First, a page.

Yes, my mother has accurately described the modality used for my father’s care. I’d like to add that while the use of attendants for the day and night is good in its form and function, any disruption in the availability of attendants throws my mother into panic.

When my mother contacts the agency for a replacement, they tell her that they cannot send a replacement at such short notice, and need two or three days. The agencies supplying attendants do not seem to have the resource planning required to handle such emergencies.

For example, sometimes the attendant who is supposed to report for work calls up to say that he/ she will be delayed by a few hours, or that he/ she cannot come on that particular day because of some personal reasons. When my mother contacts the agency for a replacement, they tell her that they cannot send a replacement at such short notice, and need two or three days.

Read the full post here : Our presence here makes a difference to her: a son talks of supporting his caregiver mother

Voices: Caregiving in the news

This page provides links to some online news reports, articles, and personal essays that include dementia caregiver stories from India. They provide an insight into real-life experiences of dementia situations here, the challenges faced, what families do, problems due to lack of information and poor awareness in society, and the use or limitations of various support mechanisms, etc. Articles have been selected to provide a cross-section of recent caregiver experiences and are arranged by their main theme for the convenience of the reader. Themes include: Wandering, Early onset dementia, Elderly caregivers, Decisions and experiences around using care homes, day cares, and attendants, “Remote” caregivers, arrangements, and guilt, Diverse care situations, symptoms, challenges, introspection, comments, and Personal blogs that span the entire dementia experience.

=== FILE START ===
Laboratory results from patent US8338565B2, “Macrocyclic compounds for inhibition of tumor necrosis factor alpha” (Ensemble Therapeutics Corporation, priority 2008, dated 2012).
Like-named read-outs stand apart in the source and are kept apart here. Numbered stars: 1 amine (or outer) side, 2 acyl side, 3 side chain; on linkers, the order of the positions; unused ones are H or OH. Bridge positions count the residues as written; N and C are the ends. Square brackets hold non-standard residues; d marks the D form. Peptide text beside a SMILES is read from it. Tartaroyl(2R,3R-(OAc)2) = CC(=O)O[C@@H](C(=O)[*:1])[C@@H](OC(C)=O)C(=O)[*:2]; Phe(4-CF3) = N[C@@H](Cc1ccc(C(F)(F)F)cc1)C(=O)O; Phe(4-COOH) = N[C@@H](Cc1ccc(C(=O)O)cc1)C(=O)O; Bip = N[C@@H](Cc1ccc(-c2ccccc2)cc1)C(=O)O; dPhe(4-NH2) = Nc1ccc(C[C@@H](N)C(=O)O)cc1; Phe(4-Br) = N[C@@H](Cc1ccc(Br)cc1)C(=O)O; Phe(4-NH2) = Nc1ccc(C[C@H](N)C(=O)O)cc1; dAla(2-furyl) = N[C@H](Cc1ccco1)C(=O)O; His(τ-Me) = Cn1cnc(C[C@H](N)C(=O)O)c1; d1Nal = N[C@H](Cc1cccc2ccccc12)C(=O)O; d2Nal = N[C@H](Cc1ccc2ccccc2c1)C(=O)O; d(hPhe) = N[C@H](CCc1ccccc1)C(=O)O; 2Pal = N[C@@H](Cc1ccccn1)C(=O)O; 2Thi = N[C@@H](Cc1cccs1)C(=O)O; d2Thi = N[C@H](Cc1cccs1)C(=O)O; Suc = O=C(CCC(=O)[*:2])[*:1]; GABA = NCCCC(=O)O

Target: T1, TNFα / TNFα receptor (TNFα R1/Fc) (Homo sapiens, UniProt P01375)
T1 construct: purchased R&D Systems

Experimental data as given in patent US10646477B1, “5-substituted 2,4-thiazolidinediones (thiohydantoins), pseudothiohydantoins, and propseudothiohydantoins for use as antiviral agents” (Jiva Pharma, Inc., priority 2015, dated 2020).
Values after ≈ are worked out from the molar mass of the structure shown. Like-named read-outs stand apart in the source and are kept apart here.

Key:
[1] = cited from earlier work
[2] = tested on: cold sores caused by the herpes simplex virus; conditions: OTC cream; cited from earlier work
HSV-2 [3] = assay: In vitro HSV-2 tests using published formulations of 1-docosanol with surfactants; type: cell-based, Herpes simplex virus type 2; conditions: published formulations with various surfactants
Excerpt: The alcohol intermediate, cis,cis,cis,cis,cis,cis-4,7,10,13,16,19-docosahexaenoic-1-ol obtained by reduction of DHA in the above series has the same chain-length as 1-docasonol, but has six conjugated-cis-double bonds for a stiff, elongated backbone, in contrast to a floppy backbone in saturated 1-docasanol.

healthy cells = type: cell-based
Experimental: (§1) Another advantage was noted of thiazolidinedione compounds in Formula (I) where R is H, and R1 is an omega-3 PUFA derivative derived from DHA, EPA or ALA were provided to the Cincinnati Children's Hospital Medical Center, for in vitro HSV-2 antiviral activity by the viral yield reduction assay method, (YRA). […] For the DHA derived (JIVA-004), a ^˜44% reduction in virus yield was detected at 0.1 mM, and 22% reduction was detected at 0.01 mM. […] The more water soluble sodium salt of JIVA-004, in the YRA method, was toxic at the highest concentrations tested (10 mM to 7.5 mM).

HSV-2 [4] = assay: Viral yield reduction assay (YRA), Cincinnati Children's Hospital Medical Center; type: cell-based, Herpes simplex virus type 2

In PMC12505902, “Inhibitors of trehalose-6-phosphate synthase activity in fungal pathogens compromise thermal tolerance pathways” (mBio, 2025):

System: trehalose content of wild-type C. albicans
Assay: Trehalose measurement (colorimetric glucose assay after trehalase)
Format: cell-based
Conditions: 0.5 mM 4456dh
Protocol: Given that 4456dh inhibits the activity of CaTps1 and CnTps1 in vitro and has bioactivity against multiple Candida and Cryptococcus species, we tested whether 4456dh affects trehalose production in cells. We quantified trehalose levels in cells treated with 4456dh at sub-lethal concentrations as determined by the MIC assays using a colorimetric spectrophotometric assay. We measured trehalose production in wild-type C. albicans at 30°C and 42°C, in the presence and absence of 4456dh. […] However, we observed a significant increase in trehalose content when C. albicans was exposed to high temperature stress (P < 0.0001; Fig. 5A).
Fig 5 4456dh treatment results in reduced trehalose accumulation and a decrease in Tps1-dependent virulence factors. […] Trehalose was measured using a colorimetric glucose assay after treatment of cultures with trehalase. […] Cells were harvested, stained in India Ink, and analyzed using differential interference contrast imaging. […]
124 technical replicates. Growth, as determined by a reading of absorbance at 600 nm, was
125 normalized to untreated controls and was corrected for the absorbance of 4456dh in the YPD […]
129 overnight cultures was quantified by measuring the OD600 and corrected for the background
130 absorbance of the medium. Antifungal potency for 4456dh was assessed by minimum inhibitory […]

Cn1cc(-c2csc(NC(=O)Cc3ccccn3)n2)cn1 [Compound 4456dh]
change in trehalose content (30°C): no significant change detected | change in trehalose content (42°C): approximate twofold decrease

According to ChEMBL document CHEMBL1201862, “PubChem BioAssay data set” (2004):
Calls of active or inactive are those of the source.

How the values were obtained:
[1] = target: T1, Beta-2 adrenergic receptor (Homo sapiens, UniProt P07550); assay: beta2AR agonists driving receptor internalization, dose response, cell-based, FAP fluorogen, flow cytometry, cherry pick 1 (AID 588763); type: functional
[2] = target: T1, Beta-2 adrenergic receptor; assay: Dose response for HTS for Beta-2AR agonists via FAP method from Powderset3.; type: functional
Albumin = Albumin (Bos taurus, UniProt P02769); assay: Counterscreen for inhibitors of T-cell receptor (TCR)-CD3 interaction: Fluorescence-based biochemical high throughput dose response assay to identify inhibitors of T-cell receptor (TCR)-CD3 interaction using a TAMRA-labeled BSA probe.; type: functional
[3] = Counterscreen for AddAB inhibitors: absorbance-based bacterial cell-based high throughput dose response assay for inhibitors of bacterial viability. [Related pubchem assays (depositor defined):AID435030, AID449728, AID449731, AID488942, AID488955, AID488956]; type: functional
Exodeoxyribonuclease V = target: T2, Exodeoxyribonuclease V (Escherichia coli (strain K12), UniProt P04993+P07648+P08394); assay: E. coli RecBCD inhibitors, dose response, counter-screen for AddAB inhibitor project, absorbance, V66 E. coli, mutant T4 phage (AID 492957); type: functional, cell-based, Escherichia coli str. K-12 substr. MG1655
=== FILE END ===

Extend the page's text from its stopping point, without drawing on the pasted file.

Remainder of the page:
Read the full post here : Voices: Caregiving in the news

Using various dementia/ home care services

Caregiving load increases. Caregivers cannot be present all the time and do all the work. They need support services

What caregivers can do: Understand the types of systems and supports available. Evaluate available services and facilities. Use support services and centers to get a break or to manage work outside home. Use general home nursing services for patients. Get dementia-specific care at home, or in special care units.

Looking after someone with dementia can be tiring physically, mentally, and emotionally. After the initial stages, most patients cannot be left alone at home. Families need help to care for patients when they have to go for errands or jobs, etc. An earlier page discusses using (discussed here: trained attendants for dementia home care). This page discusses other available dementia support and systems.

  • Home nursing services.
  • Home-delivery pharmacy.
  • Home visits for dementia patient assessment.
  • Dementia Day Care.
  • Observation/ behavior assessment stay.
  • Dementia Respite Care and Long-term stay facilities.
  • Information on available services and facilities in India.
  • >See also….

Read the full post here : Using various dementia/ home care services

Dementia Caregiver Resources across India

This page attempts to provide a consolidated list of dementia caregiver resources in India. It includes organizations such as ARDSI (Alzheimer’s and Related Disorders Society of India) and its varioous chapters across India, Dignity, Helpage, Old age solution portal, various dementia day acre and respite cares, helplines for dementia, seniors, and depression, palliative care resources, other India-based relevant resources, etc.

Read the full post here : Dementia Caregiver Resources across India